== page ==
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Z told VICE that learning the instrument has become his quarantine project, but that his ukulele wasn’t a purchase made to save off boredom. “The last time I saw [my grandfather] when he was coherent, we watched ukulele videos for hours. I was like, I should learn the ukulele, so on my way home that day, I bought a ukulele. This was like two years ago—[but] I didn't practice it,” he said. “I played it a few times and set it in my room and never touched it again. Now there's literally nothing to do, so I decided to start practicing in my living room.”


But like my friends and I, not everyone browsing Chatroulette is doing so alone—we flipped by the occasional scantily clad couple, the young person ignoring an offscreen parent’s command, or the roommates crowding around a screen, eager for a break from movie marathons and videogames. “We have nothing to do, we're just here like, stuck in here,” said Hugo, isolating with his roommates Joel and Ignacio in North Carolina. “It's fun conversations. There's some shit out there, but the people we've met… they're pretty cool.”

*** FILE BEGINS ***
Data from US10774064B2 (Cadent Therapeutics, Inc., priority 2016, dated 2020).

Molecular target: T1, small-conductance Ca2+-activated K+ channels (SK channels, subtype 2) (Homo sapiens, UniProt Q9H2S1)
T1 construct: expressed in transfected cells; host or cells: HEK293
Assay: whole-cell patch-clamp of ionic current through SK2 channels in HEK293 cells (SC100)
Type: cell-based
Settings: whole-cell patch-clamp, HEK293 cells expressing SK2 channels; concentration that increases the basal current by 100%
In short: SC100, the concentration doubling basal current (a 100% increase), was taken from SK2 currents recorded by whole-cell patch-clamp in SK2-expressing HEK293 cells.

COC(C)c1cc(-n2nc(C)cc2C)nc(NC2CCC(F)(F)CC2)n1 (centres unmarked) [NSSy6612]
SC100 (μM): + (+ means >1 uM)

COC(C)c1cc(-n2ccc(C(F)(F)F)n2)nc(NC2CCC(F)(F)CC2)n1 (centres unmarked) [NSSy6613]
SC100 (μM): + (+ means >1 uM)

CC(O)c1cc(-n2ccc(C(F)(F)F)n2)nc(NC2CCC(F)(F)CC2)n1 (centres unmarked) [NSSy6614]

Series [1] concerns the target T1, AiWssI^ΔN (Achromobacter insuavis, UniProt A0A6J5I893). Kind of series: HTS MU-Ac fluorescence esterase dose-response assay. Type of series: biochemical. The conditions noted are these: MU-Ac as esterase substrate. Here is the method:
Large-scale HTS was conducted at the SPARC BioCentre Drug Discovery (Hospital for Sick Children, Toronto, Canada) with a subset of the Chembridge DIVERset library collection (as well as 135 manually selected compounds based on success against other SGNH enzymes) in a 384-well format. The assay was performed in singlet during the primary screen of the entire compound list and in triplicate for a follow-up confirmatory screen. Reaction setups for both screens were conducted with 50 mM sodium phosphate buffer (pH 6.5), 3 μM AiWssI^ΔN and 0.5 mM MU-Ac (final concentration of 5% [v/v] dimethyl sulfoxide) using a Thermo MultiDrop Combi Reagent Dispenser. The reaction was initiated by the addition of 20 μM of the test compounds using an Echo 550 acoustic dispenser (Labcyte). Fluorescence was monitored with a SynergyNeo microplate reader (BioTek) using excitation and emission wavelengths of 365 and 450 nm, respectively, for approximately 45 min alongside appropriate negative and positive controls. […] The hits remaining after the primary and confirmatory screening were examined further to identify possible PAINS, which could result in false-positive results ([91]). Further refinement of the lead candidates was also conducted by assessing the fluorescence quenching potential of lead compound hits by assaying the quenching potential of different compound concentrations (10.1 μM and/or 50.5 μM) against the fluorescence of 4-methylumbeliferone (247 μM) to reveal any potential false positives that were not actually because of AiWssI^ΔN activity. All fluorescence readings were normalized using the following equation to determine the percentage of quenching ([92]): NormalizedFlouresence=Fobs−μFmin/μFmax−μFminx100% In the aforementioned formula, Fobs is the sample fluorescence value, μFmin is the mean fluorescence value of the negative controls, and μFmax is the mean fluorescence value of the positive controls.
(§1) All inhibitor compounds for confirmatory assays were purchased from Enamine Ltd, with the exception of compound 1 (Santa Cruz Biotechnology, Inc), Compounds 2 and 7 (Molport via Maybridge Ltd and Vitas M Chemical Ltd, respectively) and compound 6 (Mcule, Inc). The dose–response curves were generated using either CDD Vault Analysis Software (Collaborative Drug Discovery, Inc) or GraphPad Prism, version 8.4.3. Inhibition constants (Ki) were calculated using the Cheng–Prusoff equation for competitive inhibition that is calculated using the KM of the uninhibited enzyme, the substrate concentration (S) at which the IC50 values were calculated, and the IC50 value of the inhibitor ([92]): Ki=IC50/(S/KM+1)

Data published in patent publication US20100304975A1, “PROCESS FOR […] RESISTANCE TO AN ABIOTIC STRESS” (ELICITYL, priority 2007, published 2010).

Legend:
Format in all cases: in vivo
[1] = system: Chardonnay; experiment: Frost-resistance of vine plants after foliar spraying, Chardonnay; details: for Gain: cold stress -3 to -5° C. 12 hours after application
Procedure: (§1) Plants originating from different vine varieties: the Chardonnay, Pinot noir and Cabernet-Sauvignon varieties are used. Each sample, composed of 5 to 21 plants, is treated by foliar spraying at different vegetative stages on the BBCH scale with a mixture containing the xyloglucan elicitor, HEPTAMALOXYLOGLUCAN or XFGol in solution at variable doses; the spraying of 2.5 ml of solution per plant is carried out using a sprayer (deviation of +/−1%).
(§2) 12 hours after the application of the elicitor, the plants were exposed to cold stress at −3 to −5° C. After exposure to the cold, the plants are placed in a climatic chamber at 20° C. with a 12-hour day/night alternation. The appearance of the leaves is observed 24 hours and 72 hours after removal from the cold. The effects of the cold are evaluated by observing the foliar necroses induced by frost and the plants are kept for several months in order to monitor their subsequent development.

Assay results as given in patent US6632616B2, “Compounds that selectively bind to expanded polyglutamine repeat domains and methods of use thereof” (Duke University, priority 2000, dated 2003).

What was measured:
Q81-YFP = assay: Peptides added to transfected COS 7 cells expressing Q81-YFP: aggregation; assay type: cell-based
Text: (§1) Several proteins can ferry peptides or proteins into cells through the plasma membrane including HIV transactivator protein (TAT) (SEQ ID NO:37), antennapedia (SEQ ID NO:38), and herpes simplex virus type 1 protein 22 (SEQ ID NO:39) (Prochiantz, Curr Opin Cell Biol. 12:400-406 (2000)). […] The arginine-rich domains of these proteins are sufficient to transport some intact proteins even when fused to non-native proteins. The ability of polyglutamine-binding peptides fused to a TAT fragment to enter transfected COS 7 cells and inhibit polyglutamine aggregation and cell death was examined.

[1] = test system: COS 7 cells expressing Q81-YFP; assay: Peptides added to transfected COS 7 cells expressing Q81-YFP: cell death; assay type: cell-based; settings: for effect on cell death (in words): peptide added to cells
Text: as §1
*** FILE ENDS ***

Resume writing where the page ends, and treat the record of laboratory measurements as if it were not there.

Hugo said he and his co-isolators had last visited Chatroulette around a year ago, but that this was the first time they’d returned since. He said logging back on brought about what they’d anticipated. “It's a lot of swiping, let's just say that,” he said.

Matt, a hospital worker self-isolating alone in Nova Scotia, Canada, said he hadn’t visited Chatroulette in around five years. “I was just flipping through Tinder, and then I just remembered that I can talk to random people on the internet, so I looked it up,” he told VICE. “I was wondering if there was an app for it or whatever, and then I just saw it was on the [desktop], so I went for that.” (There is, indeed, no Chatroulette app.)